6. “There’s Too Much To Remember”
Organize. Information is recalled better if it is represented in an organized framework that will make retrieval more systematic. There are many techniques that can help you organize new information, including:
- Write chapter outlines or summaries; emphasize relationships between sections.
- Group information into categories or hierarchies, where possible.
- Information Mapping. Draw up a matrix to organize and interrelate material. For example, if you were trying to understand the causes of World War I, you could make a chart listing all the major countries involved across the top, and then list the important issues and events down the side. Next, in the boxes in between, you could describe the impact each issue had on each country to help you understand these complex historical developments.
7. “I Knew It A Minute Ago”
Review. After reading a section, try to recall the information contained in it. Try answering the questions you made up for that section. If you cannot recall enough, re-read portions you had trouble remembering. The more time you spend studying, the more you tend to recall. Even after the point where information can be perfectly recalled, further study makes the material less likely to be forgotten entirely. In other words, you can’t overstudy. However, how you organize and integrate new information is still more important than how much time you spend studying.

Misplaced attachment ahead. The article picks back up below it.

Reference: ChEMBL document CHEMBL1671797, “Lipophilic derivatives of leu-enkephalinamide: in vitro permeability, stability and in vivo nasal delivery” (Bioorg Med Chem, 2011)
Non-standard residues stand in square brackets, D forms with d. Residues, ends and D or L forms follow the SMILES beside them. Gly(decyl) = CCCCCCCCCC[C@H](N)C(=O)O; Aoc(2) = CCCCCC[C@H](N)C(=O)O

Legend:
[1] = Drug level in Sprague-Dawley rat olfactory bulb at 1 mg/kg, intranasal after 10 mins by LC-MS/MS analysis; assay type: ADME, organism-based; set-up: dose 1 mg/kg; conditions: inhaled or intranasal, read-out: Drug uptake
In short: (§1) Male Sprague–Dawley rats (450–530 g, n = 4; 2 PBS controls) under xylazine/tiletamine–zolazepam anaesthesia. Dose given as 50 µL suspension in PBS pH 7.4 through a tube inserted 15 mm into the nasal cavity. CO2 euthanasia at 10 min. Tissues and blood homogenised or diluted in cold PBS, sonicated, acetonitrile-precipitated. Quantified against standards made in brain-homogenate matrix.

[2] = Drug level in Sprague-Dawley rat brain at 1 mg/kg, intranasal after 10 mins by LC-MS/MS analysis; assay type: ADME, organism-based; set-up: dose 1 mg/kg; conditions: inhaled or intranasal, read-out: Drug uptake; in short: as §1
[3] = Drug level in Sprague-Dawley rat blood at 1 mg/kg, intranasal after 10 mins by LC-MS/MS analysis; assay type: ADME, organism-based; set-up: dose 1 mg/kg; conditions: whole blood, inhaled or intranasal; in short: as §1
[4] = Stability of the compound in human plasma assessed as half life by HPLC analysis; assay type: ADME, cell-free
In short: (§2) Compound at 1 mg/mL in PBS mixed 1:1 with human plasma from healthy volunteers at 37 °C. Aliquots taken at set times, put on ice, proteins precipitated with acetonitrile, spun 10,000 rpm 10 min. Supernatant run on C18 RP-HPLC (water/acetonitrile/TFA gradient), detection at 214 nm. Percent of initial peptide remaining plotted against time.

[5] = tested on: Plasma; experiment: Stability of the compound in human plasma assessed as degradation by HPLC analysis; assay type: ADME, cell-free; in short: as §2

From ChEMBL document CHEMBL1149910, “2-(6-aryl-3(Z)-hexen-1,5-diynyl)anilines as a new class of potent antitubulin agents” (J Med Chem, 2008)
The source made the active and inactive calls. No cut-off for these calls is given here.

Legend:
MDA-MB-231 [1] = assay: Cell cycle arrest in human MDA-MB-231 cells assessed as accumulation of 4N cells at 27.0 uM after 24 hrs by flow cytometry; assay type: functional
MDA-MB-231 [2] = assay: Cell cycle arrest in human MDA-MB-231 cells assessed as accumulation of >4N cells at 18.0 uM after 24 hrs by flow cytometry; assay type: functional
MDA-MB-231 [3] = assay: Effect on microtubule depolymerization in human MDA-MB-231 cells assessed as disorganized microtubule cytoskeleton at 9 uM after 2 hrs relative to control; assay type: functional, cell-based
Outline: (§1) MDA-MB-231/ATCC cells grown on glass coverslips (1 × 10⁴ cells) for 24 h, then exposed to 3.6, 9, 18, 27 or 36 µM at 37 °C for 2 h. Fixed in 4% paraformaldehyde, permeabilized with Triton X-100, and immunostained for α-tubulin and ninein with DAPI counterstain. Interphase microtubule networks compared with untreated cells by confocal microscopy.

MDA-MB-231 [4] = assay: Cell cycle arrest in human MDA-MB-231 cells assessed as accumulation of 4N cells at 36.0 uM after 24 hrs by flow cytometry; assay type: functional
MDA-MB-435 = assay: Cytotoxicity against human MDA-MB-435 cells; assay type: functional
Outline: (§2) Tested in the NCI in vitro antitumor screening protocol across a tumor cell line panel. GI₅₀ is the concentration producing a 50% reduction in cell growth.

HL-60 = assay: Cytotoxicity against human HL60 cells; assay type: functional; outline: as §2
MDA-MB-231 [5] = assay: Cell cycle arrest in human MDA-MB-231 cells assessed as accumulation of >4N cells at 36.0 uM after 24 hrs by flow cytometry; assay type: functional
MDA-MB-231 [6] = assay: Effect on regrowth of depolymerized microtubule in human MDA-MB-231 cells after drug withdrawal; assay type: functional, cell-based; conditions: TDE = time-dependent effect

8. “But I Like To Study In Bed”
Context. Recall is better when study context (physical location, as well as mental, emotional, and physical state) are similar to the test context. The greater the similarity between the study setting and the test setting, the greater the likelihood that material studied will be recalled during the test.
9. “Cramming Before A Test Helps Keep It Fresh In My Mind”
Spacing: Start studying now. Keep studying as you go along. Begin with an hour or two a day about one week before the exam, and then increase study time as the exam approaches. Recall increases as study time gets spread out over time.
10. “I’m Gonna Stay Up All Night ’til I Get This”
Avoid Mental Exhaustion. Take short breaks often when studying. Before a test, have a rested mind. When you take a study break, and just before you go to sleep at night, don’t think about academics. Relax and unwind, mentally and physically. Otherwise, your break won’t refresh you and you’ll find yourself lying awake at night. It’s more important than ever to take care of yourself before an exam! Eat well, sleep, and get enough exercise!